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Is David Warner the captain that Australia really needs?

Aashish Calla
1.84K   //    27 Oct 2016, 12:32 IST
David Warner
Warner captained the ODI side to victory against Sri Lanka

“A captain is as good as his team” – is an old cricketing adage that we have heard many times from commentators, even from captains themselves. But what does this really mean? Does this mean that anyone can captain a team that is full of supremely talented cricketers, or can a creative and intelligent captain lead a team of mediocre cricketers to win?

Perhaps both these assessments are true in some way or the other, but what if the same team is captained by two different cricketers and produce contrasting results? Can it be said then that the captain had a role in changing the way the team played and its fortunes?

The Australia-Sri Lanka series from July to September this year gave us an example. Steven Smith captained Australia in 3 tests and 2 ODIs, and lost all but one match, which was an ODI. He then left the tour mid-way to get some rest before the long home season and David Warner took over the captaincy. Under him, Australia, who had looked battered and bruised till then, won 3 ODIs and 2 T20Is on the trot.

Steven Smith’s captaincy in Sri Lanka 2016:

MatchesWonLostDrawnWin %

David Warner’s captaincy in Sri Lanka 2016:

MatchesWonLostDrawnWin %

While we are only comparing 5 matches and also across formats, the difference in the results produced by the two captains is striking.

There has been talk for some time now among fans and commentators that Steven Smith’s captaincy is not producing the results we usually tend to expect from an Australian team. It might be due to many reasons:

  • # A defensive approach to captaincy
  • # Lack of creative ideas like Michael Clarke’s
  • # Not a lot of support in terms of ideas from other players in the team
  • # A not-so-good set of players at his disposal
  • # A combination of all of the above factors

Whatever the exact reasons might be, it is evident that the results he has produced as captain haven’t been great. Let’s see this in numbers below:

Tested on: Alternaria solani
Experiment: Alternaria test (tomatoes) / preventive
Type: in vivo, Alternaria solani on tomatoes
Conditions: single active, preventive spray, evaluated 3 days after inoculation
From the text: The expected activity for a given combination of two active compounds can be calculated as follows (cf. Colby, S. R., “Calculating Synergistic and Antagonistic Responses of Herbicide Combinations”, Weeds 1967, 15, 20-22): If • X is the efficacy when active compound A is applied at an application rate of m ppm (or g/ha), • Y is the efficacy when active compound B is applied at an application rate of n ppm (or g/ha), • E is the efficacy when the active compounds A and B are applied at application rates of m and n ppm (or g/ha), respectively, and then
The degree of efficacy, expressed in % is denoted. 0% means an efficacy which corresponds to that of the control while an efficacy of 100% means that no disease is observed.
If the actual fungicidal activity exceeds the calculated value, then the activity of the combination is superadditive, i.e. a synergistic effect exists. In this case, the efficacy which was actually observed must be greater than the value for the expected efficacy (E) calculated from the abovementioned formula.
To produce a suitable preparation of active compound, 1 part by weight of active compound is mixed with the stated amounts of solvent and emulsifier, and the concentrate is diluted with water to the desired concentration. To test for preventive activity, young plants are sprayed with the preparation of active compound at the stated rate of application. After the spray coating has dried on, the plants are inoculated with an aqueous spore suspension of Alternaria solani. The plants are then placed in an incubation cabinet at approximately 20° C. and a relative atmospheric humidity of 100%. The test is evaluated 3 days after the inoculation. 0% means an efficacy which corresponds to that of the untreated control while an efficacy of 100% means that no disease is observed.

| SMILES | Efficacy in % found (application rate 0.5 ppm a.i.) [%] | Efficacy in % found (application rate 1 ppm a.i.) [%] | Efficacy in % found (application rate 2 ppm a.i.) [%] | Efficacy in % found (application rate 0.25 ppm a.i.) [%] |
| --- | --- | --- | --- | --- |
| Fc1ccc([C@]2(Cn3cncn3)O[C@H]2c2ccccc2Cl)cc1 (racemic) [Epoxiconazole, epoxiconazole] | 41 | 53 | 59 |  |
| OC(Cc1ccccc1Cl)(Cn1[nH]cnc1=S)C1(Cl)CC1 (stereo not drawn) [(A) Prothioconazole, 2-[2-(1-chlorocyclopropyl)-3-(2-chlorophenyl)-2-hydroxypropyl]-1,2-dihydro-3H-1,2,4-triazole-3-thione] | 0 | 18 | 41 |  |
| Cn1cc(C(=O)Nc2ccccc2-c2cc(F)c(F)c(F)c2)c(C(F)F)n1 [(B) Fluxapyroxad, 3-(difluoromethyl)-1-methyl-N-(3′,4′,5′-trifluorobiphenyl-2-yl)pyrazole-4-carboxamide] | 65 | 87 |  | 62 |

MatchesWonLostDrawnNo ResultWin %

To break it down format-wise:


MatchesWonLostDrawnNo ResultWin %


MatchesWonLostDrawnNo ResultWin %


MatchesWonLostDrawnNo ResultWin %

As can be clearly seen from the stats above, the Test match numbers for Smith aren’t too bad, but his limited overs stats are not remarkable by any means. In both limited overs formats, he has won just half the matches he has captained in.

His stats as a batsman are very impressive as a captain though:







While his own numbers as a batsman are quite brilliant when he is the team’s captain, it’s apparent that he hasn’t been able to inspire others to produce the goods as the overall stats tell us that the results have been middling at best.

A quick glance at David Warner’s stats, and we see how he has taken his team(s) to greater success since taking over the captain’s mantle for a brief period. Warner’s international captaincy experience has been limited so far, and the 5 matches mentioned above in this article are the only ones he has captained his country in.

A result of 5 wins out of 5 matches on a tour where the team had lost 4 out of 5 before his stint began, and quite comprehensively at that, clearly tells what an immediate positive impact his leadership had on the team’s style of thinking.

Warner’s IPL success as captain

A more accurate analysis of Warner’s captaincy and its impact can be done by taking into account the success of the IPL franchise Sunrisers Hyderabad under his leadership in the ninth edition of the IPL earlier this year.

He led the team to 8 wins out of 14 matches to finish third on the points table and make it to the playoffs, but since they didn’t finish in the top 2, it meant that to lift the trophy, they had to win 3 knockout matches on the trot. Warner’s leadership inspired them to do the unthinkable.